The next week was Rutgers. At home. Seemingly everyone had purchased Jasper's jersey and Husky fans knew this event at the Rent was going to be different. The football team had requested everyone be in the stands prior to kickoff for a moment of silence, instead of the usual act of waltzing in before the second quarter began. Students were given wristbands with Jasper's motto, "Live 365."

They wore the same eye black as the team. Everyone in attendance was given a No. 6 poster and as kickoff loomed, Rentschler Field turned into a sea of sixes. Students flashed up their fingers signaling Little Haiti, as Jasper did after his only collegiate touchdown a year before at Syracuse.

The Miami neighborhood was a dangerous place to grow up, but he survived and made it to UConn. His goal was to make it so he could support his family and baby, but the seemingly safe rural campus didn't allow him to.

Once again the opposition returned the opening kickoff for a score. The Scarlet Knights were in control of the contest, but the 40,000 stayed behind the home team, no one was going to bail on this game. Down 21-10, Easley caught a touchdown pass from Zach Frazer, who came in for an injured Endres.

On the two-point conversion, Edsall called a trick play, as Frazer threw it to offensive linemen Mike Ryan, who dove into the end zone as the somber crowd turned raucous, sensing they were watching something special.

After an official review, the play was overturned because Ryan was not eligible. Students shouted profanities, and coach Edsall lost it. Running halfway on the field, he let his emotions go on the officials, but made sure his players kept them in check. They did.

After the defense came up big with a stop, Frazer attempted to lead the grief-stricken team down the field to get the go-ahead score. After converting a fourth down in their own territory, the Huskies faced a 4th and 6, with the game on the line.

Frazer threw it to Moore, short of the first down markers, but nothing would stop Moore from keeping UConn alive. He did not make it into the end zone, but set the Huskies up for 1st and goal, in front of the student section. It took another fourth down, to punch it in, as Jordan Todman threw up six fingers after making the game 23-21. The Rent had never been louder.

An extra point gave UConn a three-point lead, and with less than 30 seconds left, the players and fans were about to celebrate about an emotional win as you can. Only again, it was not a storybook for Jasper's teammates, well maybe for one of Jasper's closest friends from Miami.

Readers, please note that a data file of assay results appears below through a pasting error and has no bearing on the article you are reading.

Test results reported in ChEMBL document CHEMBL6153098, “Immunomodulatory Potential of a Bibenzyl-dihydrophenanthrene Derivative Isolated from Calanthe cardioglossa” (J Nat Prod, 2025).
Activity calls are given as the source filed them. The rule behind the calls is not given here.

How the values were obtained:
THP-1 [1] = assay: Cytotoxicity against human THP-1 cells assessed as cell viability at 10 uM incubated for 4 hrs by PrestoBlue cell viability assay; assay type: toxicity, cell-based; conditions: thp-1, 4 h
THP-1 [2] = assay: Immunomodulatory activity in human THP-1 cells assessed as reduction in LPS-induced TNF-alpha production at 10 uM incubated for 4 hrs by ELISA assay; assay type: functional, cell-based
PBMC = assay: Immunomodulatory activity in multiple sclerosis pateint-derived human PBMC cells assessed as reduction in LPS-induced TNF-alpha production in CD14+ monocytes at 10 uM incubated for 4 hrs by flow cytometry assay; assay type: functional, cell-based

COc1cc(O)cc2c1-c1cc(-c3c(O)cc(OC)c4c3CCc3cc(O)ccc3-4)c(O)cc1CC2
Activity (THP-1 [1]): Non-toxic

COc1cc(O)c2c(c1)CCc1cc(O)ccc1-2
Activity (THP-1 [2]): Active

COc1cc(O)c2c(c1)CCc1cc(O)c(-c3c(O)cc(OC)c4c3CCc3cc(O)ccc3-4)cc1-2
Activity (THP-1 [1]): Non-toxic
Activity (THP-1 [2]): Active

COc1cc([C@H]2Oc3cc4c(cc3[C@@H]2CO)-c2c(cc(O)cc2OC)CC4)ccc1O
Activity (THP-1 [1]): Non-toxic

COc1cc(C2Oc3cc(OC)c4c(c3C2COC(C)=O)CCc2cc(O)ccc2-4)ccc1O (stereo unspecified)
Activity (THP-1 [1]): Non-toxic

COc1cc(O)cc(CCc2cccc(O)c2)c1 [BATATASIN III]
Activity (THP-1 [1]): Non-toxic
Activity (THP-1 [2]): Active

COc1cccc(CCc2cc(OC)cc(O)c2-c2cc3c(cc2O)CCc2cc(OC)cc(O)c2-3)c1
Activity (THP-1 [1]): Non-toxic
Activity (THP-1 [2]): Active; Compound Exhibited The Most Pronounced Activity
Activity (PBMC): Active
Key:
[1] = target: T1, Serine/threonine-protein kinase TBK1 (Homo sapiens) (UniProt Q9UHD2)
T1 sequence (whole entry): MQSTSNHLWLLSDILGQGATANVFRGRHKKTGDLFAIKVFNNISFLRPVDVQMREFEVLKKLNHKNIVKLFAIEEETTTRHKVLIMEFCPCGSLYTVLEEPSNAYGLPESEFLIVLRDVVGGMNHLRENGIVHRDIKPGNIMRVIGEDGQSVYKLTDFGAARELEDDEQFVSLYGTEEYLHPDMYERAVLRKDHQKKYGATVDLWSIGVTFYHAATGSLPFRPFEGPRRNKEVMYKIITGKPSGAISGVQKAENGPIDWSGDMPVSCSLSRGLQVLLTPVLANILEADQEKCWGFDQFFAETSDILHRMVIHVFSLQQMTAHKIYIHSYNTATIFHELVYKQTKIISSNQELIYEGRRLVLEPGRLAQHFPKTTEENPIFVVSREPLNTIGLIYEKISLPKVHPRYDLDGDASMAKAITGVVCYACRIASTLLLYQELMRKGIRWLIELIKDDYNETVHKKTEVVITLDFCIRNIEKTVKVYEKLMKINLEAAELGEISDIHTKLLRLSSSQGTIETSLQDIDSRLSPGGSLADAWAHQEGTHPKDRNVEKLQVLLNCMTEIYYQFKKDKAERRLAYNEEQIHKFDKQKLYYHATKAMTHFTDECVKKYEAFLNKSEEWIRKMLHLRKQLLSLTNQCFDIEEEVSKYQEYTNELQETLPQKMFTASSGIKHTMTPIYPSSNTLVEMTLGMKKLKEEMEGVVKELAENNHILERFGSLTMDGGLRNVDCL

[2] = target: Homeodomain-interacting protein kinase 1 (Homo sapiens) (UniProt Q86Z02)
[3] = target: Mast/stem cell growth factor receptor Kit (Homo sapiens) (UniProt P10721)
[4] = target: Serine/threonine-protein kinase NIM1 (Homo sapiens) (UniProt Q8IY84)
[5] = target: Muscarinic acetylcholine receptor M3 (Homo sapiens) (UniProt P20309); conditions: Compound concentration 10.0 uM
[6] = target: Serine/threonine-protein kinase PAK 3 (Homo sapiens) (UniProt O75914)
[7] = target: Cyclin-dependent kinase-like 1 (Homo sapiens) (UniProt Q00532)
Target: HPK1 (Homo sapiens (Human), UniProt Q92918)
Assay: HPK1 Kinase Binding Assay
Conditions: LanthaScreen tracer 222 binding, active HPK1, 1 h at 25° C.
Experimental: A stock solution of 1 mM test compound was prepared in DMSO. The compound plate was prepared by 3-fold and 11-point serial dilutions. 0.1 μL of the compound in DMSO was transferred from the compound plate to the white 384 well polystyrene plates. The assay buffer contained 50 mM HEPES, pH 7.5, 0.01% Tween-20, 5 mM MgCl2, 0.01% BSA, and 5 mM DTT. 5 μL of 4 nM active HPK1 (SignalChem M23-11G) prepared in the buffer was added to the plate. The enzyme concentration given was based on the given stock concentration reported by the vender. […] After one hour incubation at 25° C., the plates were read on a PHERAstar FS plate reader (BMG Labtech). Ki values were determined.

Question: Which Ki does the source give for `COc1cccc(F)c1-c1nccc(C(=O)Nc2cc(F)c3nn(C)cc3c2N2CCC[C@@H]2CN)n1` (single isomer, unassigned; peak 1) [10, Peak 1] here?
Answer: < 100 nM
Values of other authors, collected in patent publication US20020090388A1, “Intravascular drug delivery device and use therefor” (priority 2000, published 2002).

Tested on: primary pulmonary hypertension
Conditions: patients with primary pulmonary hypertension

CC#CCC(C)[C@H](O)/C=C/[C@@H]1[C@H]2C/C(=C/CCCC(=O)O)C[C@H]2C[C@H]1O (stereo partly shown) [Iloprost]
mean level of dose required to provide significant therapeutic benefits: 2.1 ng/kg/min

Tim Brown outran the UConn secondary 81 yards, and threw up the same six fingers as Todman did, to show love for his friend, even though it hurt Jasper's team. The Rent went from the loudest it had ever been, to the quietest. The Scarlet Knights shocked the Huskies, and the nightmare didn't end.

The Huskies were still searching for a win. Other teams may have dubbed the last minute loss tragic, but UConn had gone through a real tragedy. It was just another life lesson, and reminder that sometimes life just doesn’t seem fair.

The next weekend, UConn went on the road to face No. 4 and unbeaten Cincinnati in front of a national audience on ABC. Down 30-10 at the half, the Huskies had to continue to fight, and Todman and the offensive line led a comeback.

After Todman scored his fourth touchdown of the night, UConn was within two. After a sack on the two-point conversion attempt, and a tradeoff of scores between the two offenses, the game ended Cincinnati 47, UConn 45.                                                                                                 

On November 28, the 5-5 Huskies faced 4-7 Syracuse in a match up more fitting for Gampel Pavilion, but the two teams lit up the Rentschler Field scoreboard. Former Duke point guard Greg Paulus and the Orange kept the pressure on UConn offense.

The usual suspects; Dixon, Todman, Frazer and Easley responded to that pressure and gave the Huskies a 56-31 win over Syracuse. It was also their first win in front of the home crowd since Howard’s death, and made the Huskies bowl eligible.

The next week on Senior Night against South Florida, snow fell throughout the frigid Northeast. The cold and snow did not affect the Bulls, especially quarterback B.J. Daniels, who ran for two touchdowns and threw for another. Dixon scored two touchdowns in his final home game.

Easley and Isiah Moore caught touchdown passes from Frazer, who this time was the quarterback to lead his team on a game winning drive. Down 27-26, the Huskies went down the field and set up Dave Teggart, who looked like another New England kicker as he booted a 42-yard field goal in the snowy conditions as time expired.

The remaining fans poured out emotion as the players celebrated on the field. It was a fitting way to finish out the most exhausting, and perhaps most unbelievable a season as a team can have. The win moved UConn to 7-5, and clinched their third straight trip to a bowl game. A trip to Birmingham, Alabama and the Papajohns.com Bowl awaited this most deserving group of young men.